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The big payback

  • Written by Ken Karrson

Mustangs turn tables on Astros in huge win

 The late James Brown only sang about it, but Shepard was forced to live through it Friday night.

  The big payback — it’s what Evergreen Park gave to the Astros, who had won five consecutive games against the Mustangs. That list of victories included a crushing one in 2012, when Shepard established a school standard for single-game points behind the exploits of former all-area receiver Londell Lee.
  Lee may be gone from the prep scene, but still very much in evidence was the bad feelings that had enveloped Evergreen players and coaches after last fall’s ravaging. And not even the winless ledger the Astros carried with them into the South Suburban Conference Red rematch was going to lessen the desire to retaliate in kind.
  “We went over there last year and got embarrassed,” Mustangs coach Dan Hartman said. “They played their stud the whole game and broke all kinds of conference records. We also told our players, ‘You’re playing an 0-7 team, and you can make their season by not being focused and letting them pull off an upset.’”

Bartosh

This could only happen with the Chicago Cubs.

  Most professional sports franchises routinely acknowledge anniversaries of notable accomplishments. It may be the winning of a World Series or Super Bowl, or the eclipsing of a thought-to-be-unbreakable individual record, but all of those feats have something in common.
  They identify greatness. No one celebrates non-achievement, and downright forgettable moments are treated in an appropriate manner: They’re forgotten.
  Ah, but not in Wrigley Land. That’s the price to be paid for a century-plus of on-field ineptitude.
  Cubs fans, unless they’re 110 years old, have no recollection of monumental exploits. How could they, unless they’re delusional or prone to fabricating events to make themselves feel better about their favorite major-league baseball team?

Volleyball roundup

  • Written by Anthony Nasella

Lady Spartans lock up SSC Red title

  In a showdown last Tuesday night between the two best teams in the South Suburban Conference Red, Oak Lawn and Shepard engaged in a back-and-fourth battle that could be described by many different adjectives.  

 In the end, the Lady Spartans emerged victorious by a 25-20, 14-25, 29-27 count over the Lady Astros, thereby separating themselves from Shepard atop the division. Oak Lawn officially sealed the conference title two nights later with a win over Evergreen Park.

  Becky Bradshaw (11 kills, nine digs), Simona Tomczak (eight kills, nine digs), Jamie Fionda (seven kills), Tara Hill (seven digs) and Bree Markusic (four kills) paced the Lady Spartans, who overcame four Lady Astros match points to prevail on Tuesday.
  “I think Shepard is a team that you always have to prepare for,” Oak Lawn coach Dennis McNamara said. “I really felt like the girls were ready to go and had some idea about what they wanted to do.”

SXU sports summary

Cougars runners poised for big finish

A return to Kansas wasn’t only part of Dorothy and Toto’s agenda.

Some St. Xavier University male athletes want to do the same. The only difference is that, in place of a yellow-brick road, they plan to follow a green-grass course.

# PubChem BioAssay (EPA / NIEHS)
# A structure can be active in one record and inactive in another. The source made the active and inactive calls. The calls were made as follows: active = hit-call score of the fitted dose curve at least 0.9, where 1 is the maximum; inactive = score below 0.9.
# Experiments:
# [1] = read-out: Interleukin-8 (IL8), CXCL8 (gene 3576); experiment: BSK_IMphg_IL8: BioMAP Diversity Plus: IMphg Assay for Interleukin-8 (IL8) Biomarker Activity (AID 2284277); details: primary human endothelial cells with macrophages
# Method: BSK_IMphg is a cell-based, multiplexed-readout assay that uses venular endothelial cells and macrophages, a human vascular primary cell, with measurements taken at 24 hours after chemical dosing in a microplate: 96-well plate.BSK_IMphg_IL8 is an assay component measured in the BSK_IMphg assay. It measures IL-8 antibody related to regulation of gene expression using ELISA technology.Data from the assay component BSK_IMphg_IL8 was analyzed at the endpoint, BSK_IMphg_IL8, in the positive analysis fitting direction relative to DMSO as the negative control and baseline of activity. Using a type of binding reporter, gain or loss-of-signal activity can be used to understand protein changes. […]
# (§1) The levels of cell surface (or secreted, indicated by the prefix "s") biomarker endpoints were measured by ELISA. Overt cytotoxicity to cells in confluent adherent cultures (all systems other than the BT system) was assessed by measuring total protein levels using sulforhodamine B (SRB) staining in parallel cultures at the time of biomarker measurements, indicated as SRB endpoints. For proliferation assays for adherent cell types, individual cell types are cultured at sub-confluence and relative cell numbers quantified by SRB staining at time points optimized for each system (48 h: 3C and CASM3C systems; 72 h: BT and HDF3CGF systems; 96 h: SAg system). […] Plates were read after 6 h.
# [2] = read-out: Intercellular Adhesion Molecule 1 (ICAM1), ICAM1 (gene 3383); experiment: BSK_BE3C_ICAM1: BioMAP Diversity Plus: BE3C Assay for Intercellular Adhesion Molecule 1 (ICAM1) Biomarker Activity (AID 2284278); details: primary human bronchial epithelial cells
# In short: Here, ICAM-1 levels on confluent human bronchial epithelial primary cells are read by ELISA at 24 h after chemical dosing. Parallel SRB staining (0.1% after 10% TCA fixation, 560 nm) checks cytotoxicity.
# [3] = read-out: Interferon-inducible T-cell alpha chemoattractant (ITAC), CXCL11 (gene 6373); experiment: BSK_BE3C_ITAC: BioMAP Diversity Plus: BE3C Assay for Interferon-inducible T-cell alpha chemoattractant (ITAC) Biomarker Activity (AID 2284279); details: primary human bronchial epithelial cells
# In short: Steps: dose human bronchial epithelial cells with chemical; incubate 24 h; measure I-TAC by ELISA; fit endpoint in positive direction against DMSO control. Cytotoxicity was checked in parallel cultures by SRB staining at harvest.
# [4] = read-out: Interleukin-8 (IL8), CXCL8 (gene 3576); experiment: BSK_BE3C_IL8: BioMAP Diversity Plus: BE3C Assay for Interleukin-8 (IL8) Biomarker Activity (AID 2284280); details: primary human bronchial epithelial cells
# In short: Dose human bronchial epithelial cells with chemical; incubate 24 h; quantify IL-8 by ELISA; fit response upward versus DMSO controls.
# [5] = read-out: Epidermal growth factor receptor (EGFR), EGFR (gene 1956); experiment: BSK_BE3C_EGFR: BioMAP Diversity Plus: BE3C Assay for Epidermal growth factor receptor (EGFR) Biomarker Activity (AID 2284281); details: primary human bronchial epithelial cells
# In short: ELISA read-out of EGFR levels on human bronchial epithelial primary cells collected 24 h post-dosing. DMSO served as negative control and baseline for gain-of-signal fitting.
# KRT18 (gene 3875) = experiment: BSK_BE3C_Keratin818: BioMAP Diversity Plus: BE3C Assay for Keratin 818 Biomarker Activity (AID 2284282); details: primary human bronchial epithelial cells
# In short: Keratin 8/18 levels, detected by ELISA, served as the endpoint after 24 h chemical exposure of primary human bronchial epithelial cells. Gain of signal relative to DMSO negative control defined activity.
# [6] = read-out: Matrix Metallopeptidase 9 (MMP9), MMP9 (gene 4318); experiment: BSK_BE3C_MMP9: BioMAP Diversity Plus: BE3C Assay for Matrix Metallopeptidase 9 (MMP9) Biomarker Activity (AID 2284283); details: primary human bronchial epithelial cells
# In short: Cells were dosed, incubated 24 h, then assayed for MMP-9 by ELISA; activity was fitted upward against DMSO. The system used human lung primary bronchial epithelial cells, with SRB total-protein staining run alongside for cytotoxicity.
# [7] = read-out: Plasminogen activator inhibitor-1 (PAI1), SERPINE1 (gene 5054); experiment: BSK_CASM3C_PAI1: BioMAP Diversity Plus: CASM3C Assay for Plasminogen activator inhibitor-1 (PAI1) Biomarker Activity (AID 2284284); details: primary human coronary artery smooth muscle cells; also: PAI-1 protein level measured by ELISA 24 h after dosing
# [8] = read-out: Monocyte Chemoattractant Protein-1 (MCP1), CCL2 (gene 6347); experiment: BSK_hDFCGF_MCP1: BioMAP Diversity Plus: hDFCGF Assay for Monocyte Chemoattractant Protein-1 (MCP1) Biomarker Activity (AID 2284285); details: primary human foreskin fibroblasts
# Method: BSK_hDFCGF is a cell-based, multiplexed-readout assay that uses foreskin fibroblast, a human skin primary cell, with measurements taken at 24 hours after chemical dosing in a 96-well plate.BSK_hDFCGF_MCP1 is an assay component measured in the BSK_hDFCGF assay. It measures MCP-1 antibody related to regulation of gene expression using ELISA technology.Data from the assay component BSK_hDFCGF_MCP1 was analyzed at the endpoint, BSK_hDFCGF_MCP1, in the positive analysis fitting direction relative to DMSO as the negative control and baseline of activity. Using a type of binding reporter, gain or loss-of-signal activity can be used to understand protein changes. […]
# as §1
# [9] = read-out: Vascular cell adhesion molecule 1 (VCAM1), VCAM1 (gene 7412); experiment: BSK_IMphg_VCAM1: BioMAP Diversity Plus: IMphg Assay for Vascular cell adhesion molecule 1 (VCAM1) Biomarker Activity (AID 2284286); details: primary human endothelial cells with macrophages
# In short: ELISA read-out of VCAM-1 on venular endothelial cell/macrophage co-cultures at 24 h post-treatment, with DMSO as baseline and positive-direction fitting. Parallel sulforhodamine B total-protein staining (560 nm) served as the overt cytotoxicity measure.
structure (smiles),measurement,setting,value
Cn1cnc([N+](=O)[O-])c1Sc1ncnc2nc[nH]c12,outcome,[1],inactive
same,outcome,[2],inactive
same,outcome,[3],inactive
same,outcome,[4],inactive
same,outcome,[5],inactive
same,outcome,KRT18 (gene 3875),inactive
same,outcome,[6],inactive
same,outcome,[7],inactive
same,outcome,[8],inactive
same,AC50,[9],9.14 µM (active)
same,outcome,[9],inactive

It was on that latter surface where the Cougars shone at the NAIA Pre-Nationals Invitational, which was held Oct. 12 in Lawrence, Kan. Pitted against 33 other top-tier NAIA cross country teams at Rim Rock Farm, SXU fashioned quite an impressive showing.
  Buoyed by senior Brian Corcoran’s 12th-place individual effort, the Cougars ran fifth overall. Corcoran, who was named the Chicagoland Collegiate Athletic Conference Men’s Cross Country Runner of the Week a couple days after the race, posted an 8K time of 25 minutes, 28 seconds, which was only eight seconds behind the No. 7 finisher in a 272-competitor event.
  Lawrence will also be the site of the NAIA National Cross Country Championships in November.

Community sports news

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Timmermans becomes career goals leader at Chicago Christian
  There’s nothing left for Getenet Timmermans to prove on the soccer field.
  The Chicago Christian senior became his school’s all-time leader in goals earlier this season, and with the Knights winning their own Class 1A regional last Saturday, Timmermans has a chance to add to his career total of 95.
  He’s already seven goals ahead of Christian’s previous standard, and his 37 markers during the 2013 campaign also represent the most for a Knights player in a single season. But Timmermans’ soccer excellence came about in a rather unorthodox manner.
  Orphaned at a young age in Ethiopia, Timmermans was excited about being adopted and becoming an American high school student. He knew this would be a place of great opportunity for himself and his younger brother, Fukado. Getenet didn’t speak English well, but he did play a great game of soccer.
  “When I got to the school, all I wanted to do was get on the soccer team,” Timmermans said. “I’d show up every day and ask the coach if I could play.”
  He wasn’t able to do so right away, as he had to wait weeks before he was cleared. But even with part of his freshman season lost, Timmermans scored goals at a rapid enough pace that he entered the current campaign with designs on breaking Christian’s scoring record.
  “I just kept working,” Timmermans said. “My team made it so easy for me. They are so good at getting me the ball so I can score.”
  And having his younger brother alongside him while it happened was icing on the cake.
  “Having Fukado on the field has made this the best season ever,” Getenet said. “He is the best freshman player CCHS has had.”